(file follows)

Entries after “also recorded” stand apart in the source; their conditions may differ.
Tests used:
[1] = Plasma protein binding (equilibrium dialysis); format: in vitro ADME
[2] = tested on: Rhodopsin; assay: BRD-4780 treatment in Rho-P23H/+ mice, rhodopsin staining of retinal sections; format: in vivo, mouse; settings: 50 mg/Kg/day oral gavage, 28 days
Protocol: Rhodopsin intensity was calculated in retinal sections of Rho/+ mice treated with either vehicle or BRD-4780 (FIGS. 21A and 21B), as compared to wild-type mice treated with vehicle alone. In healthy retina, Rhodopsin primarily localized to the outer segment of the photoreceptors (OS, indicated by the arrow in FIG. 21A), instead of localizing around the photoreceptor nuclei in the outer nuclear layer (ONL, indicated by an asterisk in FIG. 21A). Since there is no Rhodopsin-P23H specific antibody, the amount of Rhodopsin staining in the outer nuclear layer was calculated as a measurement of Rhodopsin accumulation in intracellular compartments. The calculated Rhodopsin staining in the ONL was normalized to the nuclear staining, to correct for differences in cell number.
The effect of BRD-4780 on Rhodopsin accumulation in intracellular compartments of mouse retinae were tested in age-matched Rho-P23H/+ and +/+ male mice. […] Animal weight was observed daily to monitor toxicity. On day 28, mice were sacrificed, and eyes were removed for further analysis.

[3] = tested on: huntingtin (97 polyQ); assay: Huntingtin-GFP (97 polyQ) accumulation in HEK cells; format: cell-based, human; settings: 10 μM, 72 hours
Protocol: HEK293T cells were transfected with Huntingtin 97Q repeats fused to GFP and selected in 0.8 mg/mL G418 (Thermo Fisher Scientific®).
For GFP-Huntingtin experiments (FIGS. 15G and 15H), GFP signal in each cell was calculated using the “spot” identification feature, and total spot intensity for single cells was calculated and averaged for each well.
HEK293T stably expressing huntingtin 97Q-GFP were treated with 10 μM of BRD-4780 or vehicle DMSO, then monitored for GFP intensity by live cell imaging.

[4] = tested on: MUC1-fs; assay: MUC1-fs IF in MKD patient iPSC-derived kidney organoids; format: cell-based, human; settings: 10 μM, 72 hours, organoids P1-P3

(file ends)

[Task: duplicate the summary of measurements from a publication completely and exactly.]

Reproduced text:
Entries after “also recorded” stand apart in the source; their conditions may differ.
Tests used:
[1] = Plasma protein binding (equilibrium dialysis); format: in vitro ADME
[2] = tested on: Rhodopsin; assay: BRD-4780 treatment in Rho-P23H/+ mice, rhodopsin staining of retinal sections; format: in vivo, mouse; settings: 50 mg/Kg/day oral gavage, 28 days
Protocol: Rhodopsin intensity was calculated in retinal sections of Rho/+ mice treated with either vehicle or BRD-4780 (FIGS. 21A and 21B), as compared to wild-type mice treated with vehicle alone. In healthy retina, Rhodopsin primarily localized to the outer segment of the photoreceptors (OS, indicated by the arrow in FIG. 21A), instead of localizing around the photoreceptor nuclei in the outer nuclear layer (ONL, indicated by an asterisk in FIG. 21A). Since there is no Rhodopsin-P23H specific antibody, the amount of Rhodopsin staining in the outer nuclear layer was calculated as a measurement of Rhodopsin accumulation in intracellular compartments. The calculated Rhodopsin staining in the ONL was normalized to the nuclear staining, to correct for differences in cell number.
The effect of BRD-4780 on Rhodopsin accumulation in intracellular compartments of mouse retinae were tested in age-matched Rho-P23H/+ and +/+ male mice. […] Animal weight was observed daily to monitor toxicity. On day 28, mice were sacrificed, and eyes were removed for further analysis.

[3] = tested on: huntingtin (97 polyQ); assay: Huntingtin-GFP (97 polyQ) accumulation in HEK cells; format: cell-based, human; settings: 10 μM, 72 hours
Protocol: HEK293T cells were transfected with Huntingtin 97Q repeats fused to GFP and selected in 0.8 mg/mL G418 (Thermo Fisher Scientific®).
For GFP-Huntingtin experiments (FIGS. 15G and 15H), GFP signal in each cell was calculated using the “spot” identification feature, and total spot intensity for single cells was calculated and averaged for each well.
HEK293T stably expressing huntingtin 97Q-GFP were treated with 10 μM of BRD-4780 or vehicle DMSO, then monitored for GFP intensity by live cell imaging.

[4] = tested on: MUC1-fs; assay: MUC1-fs IF in MKD patient iPSC-derived kidney organoids; format: cell-based, human; settings: 10 μM, 72 hours, organoids P1-P3